Rich Tucker

Even as the U.S. became more urban, “in most of America, local government remained largely Tocquevillean through the 1950s,” Codevilla writes. By that he means small and local. “A commuter to a job with a large corporation could still be a volunteer fireman and a power on the school board or town council in his suburb.” But in the decades since, he writes, states and the federal government have taken steps to consolidate power in capital cities. This has created a new, centralized regime, removed from the common man.

Central planning has been tried many places, but it isn’t likely to work. For example, Hollis describes a model city under construction in China. Purportedly carbon emissions will be slashed, water use will be limited and there will be 12 square meters of green space per person. Impressive. Except…

In London, today, carbon emissions are less than the Chinese city’s target. Water use per person is less. There are 105 square meters of green space for each person. And London grew on its own, without central planning.

The danger of centralized government is that, while it’s easy for a government to do harm, it’s often difficult for it to accomplish much. Consider the ongoing scandal about the George Washington Bridge. It was easy for a government functionary to slow up traffic. One e-mail closed a lane, and presto. Government’s power to block is limitless.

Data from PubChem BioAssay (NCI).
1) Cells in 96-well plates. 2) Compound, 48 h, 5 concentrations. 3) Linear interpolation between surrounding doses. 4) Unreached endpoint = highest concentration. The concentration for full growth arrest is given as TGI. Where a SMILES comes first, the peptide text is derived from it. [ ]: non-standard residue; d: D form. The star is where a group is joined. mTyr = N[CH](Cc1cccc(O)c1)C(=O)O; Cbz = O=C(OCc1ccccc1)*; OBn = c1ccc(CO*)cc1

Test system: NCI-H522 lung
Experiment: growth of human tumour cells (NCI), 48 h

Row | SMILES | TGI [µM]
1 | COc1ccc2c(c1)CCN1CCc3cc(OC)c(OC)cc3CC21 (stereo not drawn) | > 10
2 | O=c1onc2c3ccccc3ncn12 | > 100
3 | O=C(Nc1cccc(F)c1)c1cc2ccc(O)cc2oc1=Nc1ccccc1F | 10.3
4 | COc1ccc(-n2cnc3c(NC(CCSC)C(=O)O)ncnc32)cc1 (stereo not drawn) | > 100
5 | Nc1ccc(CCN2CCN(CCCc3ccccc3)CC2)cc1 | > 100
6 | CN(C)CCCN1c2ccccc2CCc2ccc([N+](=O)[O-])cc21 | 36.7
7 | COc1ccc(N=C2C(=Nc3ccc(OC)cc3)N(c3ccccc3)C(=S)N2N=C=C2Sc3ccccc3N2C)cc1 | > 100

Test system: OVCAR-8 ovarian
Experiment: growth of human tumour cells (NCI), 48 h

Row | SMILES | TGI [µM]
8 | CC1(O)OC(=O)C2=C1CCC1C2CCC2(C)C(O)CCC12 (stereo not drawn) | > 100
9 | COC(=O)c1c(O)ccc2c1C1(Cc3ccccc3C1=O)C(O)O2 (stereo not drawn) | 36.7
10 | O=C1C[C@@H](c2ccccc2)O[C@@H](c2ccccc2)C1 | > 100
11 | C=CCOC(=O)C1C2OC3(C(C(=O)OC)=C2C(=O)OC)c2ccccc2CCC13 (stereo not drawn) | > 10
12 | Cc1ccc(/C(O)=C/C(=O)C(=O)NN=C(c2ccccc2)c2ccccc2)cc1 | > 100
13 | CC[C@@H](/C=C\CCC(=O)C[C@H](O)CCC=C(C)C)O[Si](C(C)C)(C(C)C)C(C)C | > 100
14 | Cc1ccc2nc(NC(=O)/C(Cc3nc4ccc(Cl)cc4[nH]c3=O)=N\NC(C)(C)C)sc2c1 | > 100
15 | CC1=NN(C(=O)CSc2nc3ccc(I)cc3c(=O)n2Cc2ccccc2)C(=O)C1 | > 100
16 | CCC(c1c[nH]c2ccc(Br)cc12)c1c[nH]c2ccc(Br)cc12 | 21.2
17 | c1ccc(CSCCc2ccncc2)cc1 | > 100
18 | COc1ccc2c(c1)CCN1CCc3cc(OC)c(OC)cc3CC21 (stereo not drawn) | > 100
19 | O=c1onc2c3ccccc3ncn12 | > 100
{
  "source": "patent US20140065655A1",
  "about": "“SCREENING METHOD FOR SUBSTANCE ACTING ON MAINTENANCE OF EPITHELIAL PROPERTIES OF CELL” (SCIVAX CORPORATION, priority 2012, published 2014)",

But, as David French wondered on National Review, what if the official had sent a note ordering that traffic flow more smoothly? He might have commissioned a study, or assembled a blue-ribbon panel. But the traffic tie-ups would have continued, month in and month out, while a nearly powerless government watched, building little and accomplishing nothing.

In this, government power is like the construction business. One man with a bulldozer can raze a 50-year-old home in one morning, but it takes a team of skilled craftsmen months to assemble a new dwelling on the same lot. Likewise ObamaCare: It takes almost no time to destroy the existing insurance system. Building a new one, as Barack Obama realized in November, is difficult.

The president had earlier made headlines with his 2012 comment that if you’ve got a business, “you didn’t build that.” He purportedly meant that people hadn’t built their businesses without help from others. But what he could have been talking about was cities, and the entire American governing structure.

The Constitution, as Franklin said, gave us a republic. We should be careful that centralized government doesn’t take it away.

Rich Tucker

Rich Tucker is a communications professional and a columnist for